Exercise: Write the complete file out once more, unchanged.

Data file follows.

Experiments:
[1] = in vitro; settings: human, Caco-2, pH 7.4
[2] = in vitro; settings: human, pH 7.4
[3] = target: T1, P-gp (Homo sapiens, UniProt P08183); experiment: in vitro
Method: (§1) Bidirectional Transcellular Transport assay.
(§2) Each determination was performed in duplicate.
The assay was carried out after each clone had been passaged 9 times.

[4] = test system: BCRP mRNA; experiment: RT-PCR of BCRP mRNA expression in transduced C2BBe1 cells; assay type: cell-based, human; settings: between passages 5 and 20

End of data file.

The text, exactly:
Experiments:
[1] = in vitro; settings: human, Caco-2, pH 7.4
[2] = in vitro; settings: human, pH 7.4
[3] = target: T1, P-gp (Homo sapiens, UniProt P08183); experiment: in vitro
Method: (§1) Bidirectional Transcellular Transport assay.
(§2) Each determination was performed in duplicate.
The assay was carried out after each clone had been passaged 9 times.

[4] = test system: BCRP mRNA; experiment: RT-PCR of BCRP mRNA expression in transduced C2BBe1 cells; assay type: cell-based, human; settings: between passages 5 and 20